LONDON—Within the framework of the EASL Chair activities, every year members of the EASL-CLIF Consortium reunite to discuss progress of current clinical studies and set out the impacts of the achievements during the former year. This meeting was originally planned as an in-person event at ExCeL London at the start of the International Liver Congress 2022 organized by the European Association for the Study of the Liver (EASL), but finally took place online due to the 2022 UK railway strike. In order to facilitate participation, the EF Clif management support team made the necessary arrangements to ensure a successful meeting.
Despite 2021 has continued to be defined by our response to the COVID-19 pandemic, Anna Bosch, General Manager of EF Clif, invited everyone to celebrate the many achievements of our Foundation throughout the year at the opening session of an event hosted by Paolo Angeli, Chair of the EASL-CLIF Consortium Steering Committee. Angeli welcomed participants and reflected on the difficulties in times of COVID-19 in the past two years reviewing with enthusiasm the many activities conducted by the EASL-CLIF Consortium and how ongoing studies are changing the setting of the Foundation. This year, the spotlight was on the ACLARA, CHANCE and COBALT studies. Principal investigators of each of these projects were invited to present results to members of the consortium.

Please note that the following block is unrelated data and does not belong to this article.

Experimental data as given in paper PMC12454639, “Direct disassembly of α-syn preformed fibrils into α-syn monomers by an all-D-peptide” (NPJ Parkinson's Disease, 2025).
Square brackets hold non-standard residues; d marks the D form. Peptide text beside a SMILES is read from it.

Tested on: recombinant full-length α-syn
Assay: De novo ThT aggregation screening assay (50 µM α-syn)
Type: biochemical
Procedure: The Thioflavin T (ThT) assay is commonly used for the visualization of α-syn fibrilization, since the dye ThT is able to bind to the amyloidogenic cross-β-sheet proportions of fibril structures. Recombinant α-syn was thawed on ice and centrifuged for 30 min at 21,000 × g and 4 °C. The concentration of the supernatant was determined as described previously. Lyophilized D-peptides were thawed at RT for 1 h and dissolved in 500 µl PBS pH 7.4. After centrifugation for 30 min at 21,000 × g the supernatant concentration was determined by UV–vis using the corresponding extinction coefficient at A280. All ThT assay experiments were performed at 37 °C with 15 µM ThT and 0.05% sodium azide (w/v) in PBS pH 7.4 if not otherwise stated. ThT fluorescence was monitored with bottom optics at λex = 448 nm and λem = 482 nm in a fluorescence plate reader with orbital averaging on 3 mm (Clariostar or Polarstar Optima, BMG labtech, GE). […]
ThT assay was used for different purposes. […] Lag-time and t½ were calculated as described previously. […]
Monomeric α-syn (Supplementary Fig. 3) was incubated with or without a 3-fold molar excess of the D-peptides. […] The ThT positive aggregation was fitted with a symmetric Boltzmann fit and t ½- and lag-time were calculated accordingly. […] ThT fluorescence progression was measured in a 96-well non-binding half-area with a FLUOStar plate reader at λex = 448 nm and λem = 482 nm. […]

Fifty-five people from 29 centers in 14 European countries joined this meeting.
Vicente Arroyo, Director of EF Clif, talked about the new setting of the Foundation and provided an overview of former studies promoted by EF Clif and conducted by the EASL-CLIF Consortium. Arroyo discussed the status of the Foundation and introduced Albimmune SL, a new joint venture between academics and industry to investigate the mechanisms of action of albumin on the immune system. He acknowledged the participation of many collaborating centers across the world that have contributed to the success of ACLARA and the ongoing CHANCE study. He presented the establishment of a new interest group constituted by junior clinicians and researchers as a new task force within the Foundation that will contribute to the dissemination and exploitation of research results. At last, Arroyo presented recent findings on the pathophysiology of acute decompensation of cirrhosis providing a novel paradigm for chronic liver disease.
Richard Moreau, Research Associate at EF Clif and principal investigator of the ACLARA study, presented the final results of one of the latest large prospective projects promoted by EF Clif with the collaboration of 44 centers in Latin America. Moreau concluded that this study has allowed for a better understanding about the epidemiology and pathophysiology of acute-on-chronic liver failure (ACLF), and has revealed the importance of genetic ancestry on the severity and high mortality associated with this syndrome.